St. Matthews Episcopal Church Restoring people to unity with God and each other in Christ...

When you come to St. Matthew’s, you will enter into a compact worship area that should help you feel comfortable and relaxed.

Although there is room for 100 worshipers, services are usually attended by 40-65 people who know each other well and want you to feel like you belong.

Beautiful music from the organ announces the start of the service, using a liturgy that has been in use for hundreds of years. You can count on someone sitting near you to guide you should you be unfamiliar with the service order. We use two books - the hymnal and the Book of Common Prayer often referred to as the BCP. Large print versions of both and the daily readings are available.

Celebration of the Holy Eucharist is a basic cornerstone of the Episcopal Church and we encourage all baptized Christians to receive Holy Communion.

This is part of who we are and why we come. There is an easy flow to the service that lasts for about an hour and is followed by coffee and snacks. If you stick around, you will get to know almost everyone and hopefully leave with a strong feeling of welcome and a desire to return soon.

The Service...

In spite of the diversity of worship styles in the Episcopal Church, the Holy Eucharist, sometimes called The Lord's Supper or the Mass always has the same components and the same shape. It is commonly known as the part of the service where we receive communion.

We begin by praising God through song and prayer, and then listen to as many as four readings from the Bible: usually one from the Old Testament, a Psalm, something from the Epistles, and (always) a reading from the Gospels. The psalm is usually sung or recited by the congregation.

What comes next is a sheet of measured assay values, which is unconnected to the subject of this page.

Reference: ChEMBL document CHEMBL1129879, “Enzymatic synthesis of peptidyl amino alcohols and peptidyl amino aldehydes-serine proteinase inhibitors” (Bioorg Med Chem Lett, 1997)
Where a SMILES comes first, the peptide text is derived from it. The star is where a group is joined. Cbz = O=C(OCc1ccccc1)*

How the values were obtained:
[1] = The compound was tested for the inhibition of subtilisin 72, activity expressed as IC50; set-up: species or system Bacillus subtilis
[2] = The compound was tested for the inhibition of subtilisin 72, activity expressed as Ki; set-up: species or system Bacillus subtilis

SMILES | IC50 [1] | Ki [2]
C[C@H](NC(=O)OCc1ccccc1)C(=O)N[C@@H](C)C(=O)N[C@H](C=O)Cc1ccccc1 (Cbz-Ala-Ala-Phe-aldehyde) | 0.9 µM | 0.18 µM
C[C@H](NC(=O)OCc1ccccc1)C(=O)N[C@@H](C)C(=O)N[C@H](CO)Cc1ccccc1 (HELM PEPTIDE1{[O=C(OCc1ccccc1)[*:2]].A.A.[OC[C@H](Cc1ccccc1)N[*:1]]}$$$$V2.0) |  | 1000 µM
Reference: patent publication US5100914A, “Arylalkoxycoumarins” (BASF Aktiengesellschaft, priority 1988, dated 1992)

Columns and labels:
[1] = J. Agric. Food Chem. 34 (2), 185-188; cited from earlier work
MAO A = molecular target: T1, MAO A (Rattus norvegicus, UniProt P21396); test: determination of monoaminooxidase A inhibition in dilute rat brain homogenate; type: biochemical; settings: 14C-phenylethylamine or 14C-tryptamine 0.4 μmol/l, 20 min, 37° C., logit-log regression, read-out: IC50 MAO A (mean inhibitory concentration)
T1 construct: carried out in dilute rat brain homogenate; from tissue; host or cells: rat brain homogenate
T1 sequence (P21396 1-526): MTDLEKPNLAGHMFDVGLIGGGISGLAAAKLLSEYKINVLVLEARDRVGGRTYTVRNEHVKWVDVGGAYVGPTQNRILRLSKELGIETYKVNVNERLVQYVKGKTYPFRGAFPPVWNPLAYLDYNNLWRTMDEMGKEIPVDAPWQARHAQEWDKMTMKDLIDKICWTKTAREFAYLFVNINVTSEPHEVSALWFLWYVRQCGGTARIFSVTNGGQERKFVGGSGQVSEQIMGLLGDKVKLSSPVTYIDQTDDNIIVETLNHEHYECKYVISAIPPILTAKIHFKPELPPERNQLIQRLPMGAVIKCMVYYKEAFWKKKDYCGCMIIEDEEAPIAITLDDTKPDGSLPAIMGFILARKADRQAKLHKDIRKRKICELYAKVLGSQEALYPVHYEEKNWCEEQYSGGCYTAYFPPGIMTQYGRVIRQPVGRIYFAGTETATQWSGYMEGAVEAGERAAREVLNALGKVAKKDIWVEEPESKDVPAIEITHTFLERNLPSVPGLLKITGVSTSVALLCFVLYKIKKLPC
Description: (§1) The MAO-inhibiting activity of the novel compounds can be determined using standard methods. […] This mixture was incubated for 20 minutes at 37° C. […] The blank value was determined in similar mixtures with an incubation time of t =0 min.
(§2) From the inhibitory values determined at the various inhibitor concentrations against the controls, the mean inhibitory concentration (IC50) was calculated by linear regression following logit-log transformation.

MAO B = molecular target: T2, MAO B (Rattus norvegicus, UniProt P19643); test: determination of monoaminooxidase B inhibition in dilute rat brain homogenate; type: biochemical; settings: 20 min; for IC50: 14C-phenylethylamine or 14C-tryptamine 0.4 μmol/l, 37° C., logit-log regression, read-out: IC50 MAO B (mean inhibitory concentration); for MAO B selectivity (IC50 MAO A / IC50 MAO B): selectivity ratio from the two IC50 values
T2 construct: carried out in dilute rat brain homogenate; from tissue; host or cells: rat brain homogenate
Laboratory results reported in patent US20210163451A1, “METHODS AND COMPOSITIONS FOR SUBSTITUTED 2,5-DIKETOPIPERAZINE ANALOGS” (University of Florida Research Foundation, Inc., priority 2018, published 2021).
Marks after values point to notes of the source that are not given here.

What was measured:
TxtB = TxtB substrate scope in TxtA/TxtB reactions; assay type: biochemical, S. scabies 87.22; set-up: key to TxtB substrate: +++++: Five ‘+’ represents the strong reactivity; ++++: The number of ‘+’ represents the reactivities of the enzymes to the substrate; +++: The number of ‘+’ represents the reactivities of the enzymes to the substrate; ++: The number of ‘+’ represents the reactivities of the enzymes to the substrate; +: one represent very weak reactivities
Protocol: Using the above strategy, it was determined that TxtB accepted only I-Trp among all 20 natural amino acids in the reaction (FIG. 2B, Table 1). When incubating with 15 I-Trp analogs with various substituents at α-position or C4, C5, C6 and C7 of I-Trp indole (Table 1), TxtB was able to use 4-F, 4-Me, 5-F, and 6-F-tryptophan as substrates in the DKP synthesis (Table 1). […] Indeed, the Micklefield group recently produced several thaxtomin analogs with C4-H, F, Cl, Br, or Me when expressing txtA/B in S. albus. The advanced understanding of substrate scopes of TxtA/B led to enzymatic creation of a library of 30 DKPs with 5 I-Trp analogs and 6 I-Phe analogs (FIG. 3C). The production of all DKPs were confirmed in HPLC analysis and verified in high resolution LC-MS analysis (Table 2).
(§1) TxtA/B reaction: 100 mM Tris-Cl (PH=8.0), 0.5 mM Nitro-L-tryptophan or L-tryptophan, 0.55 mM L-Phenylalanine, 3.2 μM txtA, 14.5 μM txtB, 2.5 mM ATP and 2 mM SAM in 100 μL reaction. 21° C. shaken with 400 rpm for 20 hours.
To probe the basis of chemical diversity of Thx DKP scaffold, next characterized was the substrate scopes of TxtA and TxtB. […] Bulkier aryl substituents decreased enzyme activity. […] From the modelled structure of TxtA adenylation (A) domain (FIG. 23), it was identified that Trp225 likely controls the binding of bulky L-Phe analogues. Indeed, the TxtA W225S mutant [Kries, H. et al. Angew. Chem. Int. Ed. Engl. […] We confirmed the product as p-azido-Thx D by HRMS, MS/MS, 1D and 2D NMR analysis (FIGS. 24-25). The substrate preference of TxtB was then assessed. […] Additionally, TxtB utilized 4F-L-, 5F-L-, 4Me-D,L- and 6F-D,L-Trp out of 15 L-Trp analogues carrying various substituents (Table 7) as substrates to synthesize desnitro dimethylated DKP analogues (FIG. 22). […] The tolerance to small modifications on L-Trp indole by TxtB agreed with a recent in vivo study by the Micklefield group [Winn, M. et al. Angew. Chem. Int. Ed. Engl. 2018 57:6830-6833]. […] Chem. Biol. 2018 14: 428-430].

Next, a sermon interpreting the readings appointed for the day is preached.

The congregation then recites an affirmation of faith. At some services we recite the words the Nicene Creed, an ancient affirmation of faith written in the Fourth Century and the church's statement of belief ever since. At other services we express the same truths in more contemporary language.

Next, the congregation prays together—for the Church, the World, and those in need. We pray for the sick, thank God for all the good things in our lives, and finally, we pray for the dead. The presider (e.g. priest, bishop, lay minister) concludes with a prayer that gathers the petitions into a communal offering.

Then as a congregation we acknowledge our sins before God and one another. This is a corporate confession of what we have done and what we have left undone, followed by an assurance of forgiveness spoken by the presider. With these words, the presider assures the congregation that God is always ready to forgive us.

The congregation then greets one another with a sign of peace.

Next, the priest stands at the table, which has been set with a cup of wine and a plate of bread or wafers, raises his or her hands, and greets the congregation again, saying “The Lord be With You.” Now begins the Eucharistic Prayer, in which the presider tells the story of our faith, from the beginning of Creation, through the choosing of Israel to be God’s people, through our continual turning away from God, and God’s calling us to return. Finally, the presider tells the story of the coming of Jesus Christ, and about the night before his death, on which he instituted the Eucharistic meal (communion) as a continual remembrance of him.

The presider blesses the bread and wine, and the congregation recites the Lord’s Prayer. Finally, the presider breaks the bread and offers it to the congregation, as the “gifts of God for the People of God.”

At the end of the Eucharist, the congregation prays once more in thanksgiving, and then is sent out to be God's hands and feet in the world. The service lasts about an hour and is followed by coffee and snacks. We encourage all visitors to stay and meet our people and to make sure to sign our guest register so that we can get in touch with you. NEVER hesitate to ask questions.